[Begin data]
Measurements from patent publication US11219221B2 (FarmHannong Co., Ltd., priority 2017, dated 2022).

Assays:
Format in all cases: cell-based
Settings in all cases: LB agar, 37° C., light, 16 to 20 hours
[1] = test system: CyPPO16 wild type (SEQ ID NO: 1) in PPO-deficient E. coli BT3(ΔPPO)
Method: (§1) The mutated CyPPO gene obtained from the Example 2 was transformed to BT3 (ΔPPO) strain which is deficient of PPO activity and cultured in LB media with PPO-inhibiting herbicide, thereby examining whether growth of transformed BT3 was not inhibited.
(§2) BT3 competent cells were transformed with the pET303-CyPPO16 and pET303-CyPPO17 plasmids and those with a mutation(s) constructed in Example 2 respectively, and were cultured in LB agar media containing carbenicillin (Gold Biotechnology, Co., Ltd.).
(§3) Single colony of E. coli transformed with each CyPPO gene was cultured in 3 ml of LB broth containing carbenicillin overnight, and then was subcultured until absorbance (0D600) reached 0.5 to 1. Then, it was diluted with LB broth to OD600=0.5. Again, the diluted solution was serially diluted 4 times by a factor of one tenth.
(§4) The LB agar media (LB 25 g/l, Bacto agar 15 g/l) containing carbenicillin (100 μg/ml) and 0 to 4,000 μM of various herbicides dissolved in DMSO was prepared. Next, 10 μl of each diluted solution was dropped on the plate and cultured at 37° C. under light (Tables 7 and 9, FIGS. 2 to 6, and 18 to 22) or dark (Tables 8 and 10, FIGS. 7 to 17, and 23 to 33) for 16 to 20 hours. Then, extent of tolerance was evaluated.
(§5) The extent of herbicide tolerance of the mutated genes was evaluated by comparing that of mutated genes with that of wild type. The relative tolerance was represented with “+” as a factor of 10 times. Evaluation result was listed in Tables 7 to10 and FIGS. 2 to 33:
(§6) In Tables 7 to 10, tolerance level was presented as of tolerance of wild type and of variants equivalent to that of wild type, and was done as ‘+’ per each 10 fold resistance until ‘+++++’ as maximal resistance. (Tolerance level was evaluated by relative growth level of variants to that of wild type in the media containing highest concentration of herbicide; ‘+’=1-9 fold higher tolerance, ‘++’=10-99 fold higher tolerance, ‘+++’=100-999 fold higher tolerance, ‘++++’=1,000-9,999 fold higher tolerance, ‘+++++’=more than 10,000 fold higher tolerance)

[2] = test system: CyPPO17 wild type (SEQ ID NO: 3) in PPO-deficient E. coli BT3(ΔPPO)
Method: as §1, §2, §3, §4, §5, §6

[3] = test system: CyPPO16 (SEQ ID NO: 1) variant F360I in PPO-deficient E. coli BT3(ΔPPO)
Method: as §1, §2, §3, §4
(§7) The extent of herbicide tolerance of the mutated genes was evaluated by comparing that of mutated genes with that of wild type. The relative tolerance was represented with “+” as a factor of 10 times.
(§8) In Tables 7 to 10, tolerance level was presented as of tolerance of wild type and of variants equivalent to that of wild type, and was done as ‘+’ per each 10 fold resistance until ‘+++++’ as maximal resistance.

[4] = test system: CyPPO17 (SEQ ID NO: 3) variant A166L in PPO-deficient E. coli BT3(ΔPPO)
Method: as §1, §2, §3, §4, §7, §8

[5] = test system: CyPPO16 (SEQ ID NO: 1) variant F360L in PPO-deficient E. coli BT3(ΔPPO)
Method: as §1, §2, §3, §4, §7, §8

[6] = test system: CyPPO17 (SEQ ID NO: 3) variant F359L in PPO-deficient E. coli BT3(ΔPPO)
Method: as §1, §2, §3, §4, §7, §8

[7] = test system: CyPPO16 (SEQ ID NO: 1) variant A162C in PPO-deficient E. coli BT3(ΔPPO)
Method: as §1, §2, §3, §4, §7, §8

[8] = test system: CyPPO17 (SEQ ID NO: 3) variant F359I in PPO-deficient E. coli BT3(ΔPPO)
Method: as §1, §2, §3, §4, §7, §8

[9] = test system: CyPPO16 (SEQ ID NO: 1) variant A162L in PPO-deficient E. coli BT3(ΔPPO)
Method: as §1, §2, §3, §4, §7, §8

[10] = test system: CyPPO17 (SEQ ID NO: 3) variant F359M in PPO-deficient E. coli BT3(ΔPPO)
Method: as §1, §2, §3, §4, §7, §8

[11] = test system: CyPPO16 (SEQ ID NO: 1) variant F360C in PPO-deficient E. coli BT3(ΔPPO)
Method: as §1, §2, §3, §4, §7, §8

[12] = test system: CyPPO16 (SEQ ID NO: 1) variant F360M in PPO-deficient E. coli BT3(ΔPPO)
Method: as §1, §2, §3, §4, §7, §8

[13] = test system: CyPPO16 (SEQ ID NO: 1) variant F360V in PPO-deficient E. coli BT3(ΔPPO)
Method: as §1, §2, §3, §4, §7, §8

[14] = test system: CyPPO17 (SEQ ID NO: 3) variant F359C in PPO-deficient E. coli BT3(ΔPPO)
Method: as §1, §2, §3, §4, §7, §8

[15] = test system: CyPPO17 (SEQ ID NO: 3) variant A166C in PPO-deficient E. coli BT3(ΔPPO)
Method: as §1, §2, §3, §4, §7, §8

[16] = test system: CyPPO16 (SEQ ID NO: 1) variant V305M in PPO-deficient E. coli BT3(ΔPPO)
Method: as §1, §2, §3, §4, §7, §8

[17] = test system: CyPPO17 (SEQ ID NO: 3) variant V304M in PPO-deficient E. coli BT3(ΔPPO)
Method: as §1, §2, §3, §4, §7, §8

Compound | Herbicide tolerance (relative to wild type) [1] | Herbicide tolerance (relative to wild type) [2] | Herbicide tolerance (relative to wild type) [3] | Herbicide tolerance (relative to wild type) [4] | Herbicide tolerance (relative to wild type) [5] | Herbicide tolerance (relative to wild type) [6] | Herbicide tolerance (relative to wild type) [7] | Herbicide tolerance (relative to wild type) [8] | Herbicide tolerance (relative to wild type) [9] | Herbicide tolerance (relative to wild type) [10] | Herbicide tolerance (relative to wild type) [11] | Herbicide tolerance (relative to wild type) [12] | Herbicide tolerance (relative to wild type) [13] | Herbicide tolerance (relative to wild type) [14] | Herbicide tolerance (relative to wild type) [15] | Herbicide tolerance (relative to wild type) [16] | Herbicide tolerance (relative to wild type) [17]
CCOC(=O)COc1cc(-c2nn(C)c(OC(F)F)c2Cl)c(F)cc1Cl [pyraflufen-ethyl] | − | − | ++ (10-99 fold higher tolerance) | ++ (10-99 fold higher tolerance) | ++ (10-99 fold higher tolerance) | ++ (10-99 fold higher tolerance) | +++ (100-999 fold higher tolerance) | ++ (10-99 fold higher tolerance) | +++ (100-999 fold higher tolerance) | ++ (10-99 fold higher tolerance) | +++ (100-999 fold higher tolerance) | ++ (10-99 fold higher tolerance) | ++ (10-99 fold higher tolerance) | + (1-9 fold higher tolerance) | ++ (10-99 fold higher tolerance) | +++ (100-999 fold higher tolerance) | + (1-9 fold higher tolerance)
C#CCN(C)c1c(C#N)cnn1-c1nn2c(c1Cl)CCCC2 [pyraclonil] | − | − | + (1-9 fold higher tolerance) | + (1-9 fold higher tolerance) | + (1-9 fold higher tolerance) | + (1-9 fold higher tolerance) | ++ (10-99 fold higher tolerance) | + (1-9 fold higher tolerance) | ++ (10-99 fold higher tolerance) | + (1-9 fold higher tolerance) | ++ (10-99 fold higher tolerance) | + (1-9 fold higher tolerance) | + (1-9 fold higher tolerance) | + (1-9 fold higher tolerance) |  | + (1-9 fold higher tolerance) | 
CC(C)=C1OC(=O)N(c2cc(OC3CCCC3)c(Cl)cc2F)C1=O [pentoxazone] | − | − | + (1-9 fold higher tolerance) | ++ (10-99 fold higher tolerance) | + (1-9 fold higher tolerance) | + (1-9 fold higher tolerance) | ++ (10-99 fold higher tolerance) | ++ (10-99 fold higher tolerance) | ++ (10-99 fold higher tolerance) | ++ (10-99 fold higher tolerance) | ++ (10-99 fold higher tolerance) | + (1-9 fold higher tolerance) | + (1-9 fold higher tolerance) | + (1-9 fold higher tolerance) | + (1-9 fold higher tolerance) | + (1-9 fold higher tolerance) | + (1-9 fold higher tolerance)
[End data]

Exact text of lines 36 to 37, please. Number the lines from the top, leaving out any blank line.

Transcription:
[13] = test system: CyPPO16 (SEQ ID NO: 1) variant F360V in PPO-deficient E. coli BT3(ΔPPO)
Method: as §1, §2, §3, §4, §7, §8